Why I let My Hair Grow out is an alright story. It's good light reading and okay. However, if you are looking for a deep read look elsewhere. I don't think that that Maryrose Wood did a nice job portraying a teenager. However I didn't think that It was very well written.Chloe's Blurb's:"An interesting tale of discoveries and the beauty in your own mind!"
Cyanide_Cola on LibraryThing 5 months ago
I picked it up originally because the cover caught my eye. And it turned out to be a very fun read. The book is lighthearted and a good book if your looking for a light read that's just good fun. It was actually very easy to get into this book. I actually ended up pretty engrossed in this book and actually ended up staying up all night reading it. If your looking for just a random, fun, lighthearted read this is it.
SunnySD on LibraryThing 8 months ago
Morgan's boyfriend just dumped her, school's out for the summer, her friends aren't talking to her anymore, and her little sister is turning the entire house into Disneyworld. Why should anyone care if she cuts off her long hair and dyes orange stripes into the stubbly remainder? And so she makes her little sister cry? Why should anyone else be happy when Morgan's life is so miserably empty.Morgan's parents' solution is a change of scenery -- a week long bike tour of Ireland. After a bumpy start, Morgan decides the cute guy tour guide might have potential, but a freak accident leaves her seeing fairies and wee folk, mistaken for a goddess, and attempting to save the past residents of Ireland from an evil curse.Why I Let My Hair Grow Out is a fast, fun read with a splash of Irish folklore thrown in. Think Elizabeth Ann Scarborough's The Godmother's Apprentice with less baggage and a bit less depth.
AiryPen More than 1 year ago
This was a GREAT book! It was a world-wind tour of modern day Ireland and some of the more famous Celtic myths that reminded me of O.R. Melling's Chronicles of Faerie series. I finished it within hours of buying it. My only complaint is that the e-book version had a LOT of typos--words that should have been capitalized weren't and others that shouldn't have been were; but it is still worth a read (get a print version if you get too distracted by the typos)!
Anonymous More than 1 year ago
I love this book sooooooooooooooooooooooooooooooooooooooooooooooooooooooooooooooooooooooooooooooooooooooooooooooooo much
Anonymous More than 1 year ago
Anonymous More than 1 year ago
Anonymous More than 1 year ago
Anonymous More than 1 year ago
Anonymous More than 1 year ago
Anonymous More than 1 year ago
Anonymous More than 1 year ago
Anonymous More than 1 year ago
Anonymous More than 1 year ago
Anonymous More than 1 year ago
greeneyedgrl More than 1 year ago
if your looking for a funny, and pretty adventurouse book, you have looked in the right spot. i recommended this book to a couple of my friends, and they all loved it! it had a super cute guy in it too named collin, but i don't want to spoil it for you =)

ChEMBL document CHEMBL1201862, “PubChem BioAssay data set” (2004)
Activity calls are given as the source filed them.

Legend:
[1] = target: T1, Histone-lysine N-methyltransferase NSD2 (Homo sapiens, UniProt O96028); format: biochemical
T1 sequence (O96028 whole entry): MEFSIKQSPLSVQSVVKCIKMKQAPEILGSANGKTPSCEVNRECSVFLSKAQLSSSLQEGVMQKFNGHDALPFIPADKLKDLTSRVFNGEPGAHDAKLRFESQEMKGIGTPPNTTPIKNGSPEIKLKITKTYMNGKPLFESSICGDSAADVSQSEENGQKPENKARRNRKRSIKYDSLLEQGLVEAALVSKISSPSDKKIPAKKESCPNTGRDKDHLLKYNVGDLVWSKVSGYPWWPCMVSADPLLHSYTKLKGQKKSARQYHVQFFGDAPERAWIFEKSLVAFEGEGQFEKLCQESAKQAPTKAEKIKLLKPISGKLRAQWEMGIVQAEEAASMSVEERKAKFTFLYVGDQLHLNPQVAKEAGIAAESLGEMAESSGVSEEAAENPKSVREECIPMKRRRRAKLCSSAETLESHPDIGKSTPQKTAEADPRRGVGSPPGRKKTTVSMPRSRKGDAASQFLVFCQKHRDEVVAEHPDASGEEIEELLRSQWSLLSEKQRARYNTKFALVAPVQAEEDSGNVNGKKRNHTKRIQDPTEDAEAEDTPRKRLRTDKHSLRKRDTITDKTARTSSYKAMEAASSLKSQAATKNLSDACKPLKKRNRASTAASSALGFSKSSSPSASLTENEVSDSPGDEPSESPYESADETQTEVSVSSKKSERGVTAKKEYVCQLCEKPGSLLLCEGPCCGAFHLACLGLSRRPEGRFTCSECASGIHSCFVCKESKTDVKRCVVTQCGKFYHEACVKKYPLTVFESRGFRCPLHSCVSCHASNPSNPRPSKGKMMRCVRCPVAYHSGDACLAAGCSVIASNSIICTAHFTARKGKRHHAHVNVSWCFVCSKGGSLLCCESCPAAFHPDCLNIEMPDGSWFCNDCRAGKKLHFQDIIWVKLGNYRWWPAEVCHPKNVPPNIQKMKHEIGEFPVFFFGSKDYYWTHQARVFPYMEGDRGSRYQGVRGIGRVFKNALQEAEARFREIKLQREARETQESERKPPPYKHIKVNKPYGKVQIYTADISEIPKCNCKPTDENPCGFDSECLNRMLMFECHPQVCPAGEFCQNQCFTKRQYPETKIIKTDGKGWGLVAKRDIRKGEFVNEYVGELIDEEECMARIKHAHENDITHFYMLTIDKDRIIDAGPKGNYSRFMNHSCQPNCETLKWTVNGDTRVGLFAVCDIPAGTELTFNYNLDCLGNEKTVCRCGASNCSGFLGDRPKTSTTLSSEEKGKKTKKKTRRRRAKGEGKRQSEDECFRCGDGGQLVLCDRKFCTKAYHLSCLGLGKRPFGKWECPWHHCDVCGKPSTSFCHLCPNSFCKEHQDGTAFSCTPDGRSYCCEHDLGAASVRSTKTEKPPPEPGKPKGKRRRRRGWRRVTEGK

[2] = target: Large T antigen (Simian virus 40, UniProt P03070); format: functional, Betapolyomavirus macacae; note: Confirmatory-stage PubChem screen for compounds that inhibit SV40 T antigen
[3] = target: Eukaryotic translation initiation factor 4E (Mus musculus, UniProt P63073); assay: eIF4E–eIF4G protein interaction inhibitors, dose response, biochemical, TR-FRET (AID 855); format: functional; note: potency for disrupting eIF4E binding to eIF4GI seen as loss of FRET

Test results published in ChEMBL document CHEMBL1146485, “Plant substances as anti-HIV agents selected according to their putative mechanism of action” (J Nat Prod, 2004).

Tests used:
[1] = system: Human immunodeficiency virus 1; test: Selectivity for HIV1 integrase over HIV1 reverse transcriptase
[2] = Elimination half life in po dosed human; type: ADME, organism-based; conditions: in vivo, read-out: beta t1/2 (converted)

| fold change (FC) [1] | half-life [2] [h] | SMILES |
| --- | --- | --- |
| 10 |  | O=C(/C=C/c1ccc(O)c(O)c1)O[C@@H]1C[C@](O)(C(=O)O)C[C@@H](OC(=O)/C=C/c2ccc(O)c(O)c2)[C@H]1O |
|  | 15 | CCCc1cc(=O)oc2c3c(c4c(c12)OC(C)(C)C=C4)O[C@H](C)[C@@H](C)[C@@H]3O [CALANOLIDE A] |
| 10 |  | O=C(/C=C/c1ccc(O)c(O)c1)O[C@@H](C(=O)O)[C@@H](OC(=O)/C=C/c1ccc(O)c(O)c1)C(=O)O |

writingirl_15 More than 1 year ago
In the beginning of the book Morgan was kind of a the word that ryhmes with witch, and I didn't really like her. But I kept on reading and I'm glad I did because it was a great book full of comedy, adventure, faeries,and romance. The readers got to "watch" Morgan grow up and see her start to understand things about life and herself that she hadn't before. She changed, and it was entertaining and even educational in the process, for the readers and for Morgan!
Anonymous More than 1 year ago
Anonymous More than 1 year ago
Anonymous More than 1 year ago
Anonymous More than 1 year ago
Guest More than 1 year ago
There's been a good amount of hype about these books, right? And for the most part it's justified. The thing that really sold the book for me was the spunky main character, Morgan. It's not often that you get to read about a strong girl who doesn't depend on anyone else and makes her own decisions. Usually, you read about girls who are dependant on other people, or are obsessed with guys, or something like that. And really, that sucks. But Morgan's the kind of character that you feel could be that close sister you never had. I think the other pretty great part about the book was the complete and utter wackiness of it. It had a nice light vibe which kept everything moving and just kind of carried you along. It was funny too! I found myself laughing out loud during many parts of the book, earning myself strange looks from the people around me. I think the only thing I wasn't completely satisfied with in the book was that the whole faery world aspect of it wasn't explained well enough for my taste. The ways in which she got into the alternate world were random and unconnected and that whole concept seemed kind of wierd and pointless. I think there was some sort of reason involving brainwaves that was told about but I kept wondering why does she even need to be a half goddess? It didn't lend much to the overall story, in my opinion and more details and solid facts would have been welcomed. I think the only good part about the faery world was how the Irish setting tied in. That was the one part I liked. Other than that small section of the book, Why I Let My Hair Grow Out was a very nice, light book, and I would recommend it as a fast way to pass time. Just don't get too hung up over the confusing faery world parts.